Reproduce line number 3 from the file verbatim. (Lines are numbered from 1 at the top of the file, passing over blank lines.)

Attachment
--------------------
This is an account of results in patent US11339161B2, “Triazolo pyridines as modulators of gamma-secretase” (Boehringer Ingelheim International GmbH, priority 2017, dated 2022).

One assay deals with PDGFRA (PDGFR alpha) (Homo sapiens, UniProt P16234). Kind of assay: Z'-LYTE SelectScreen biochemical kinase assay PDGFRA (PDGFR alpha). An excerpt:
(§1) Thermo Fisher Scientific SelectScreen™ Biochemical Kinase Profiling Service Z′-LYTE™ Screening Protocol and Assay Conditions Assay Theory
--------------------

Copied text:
(§1) Thermo Fisher Scientific SelectScreen™ Biochemical Kinase Profiling Service Z′-LYTE™ Screening Protocol and Assay Conditions Assay Theory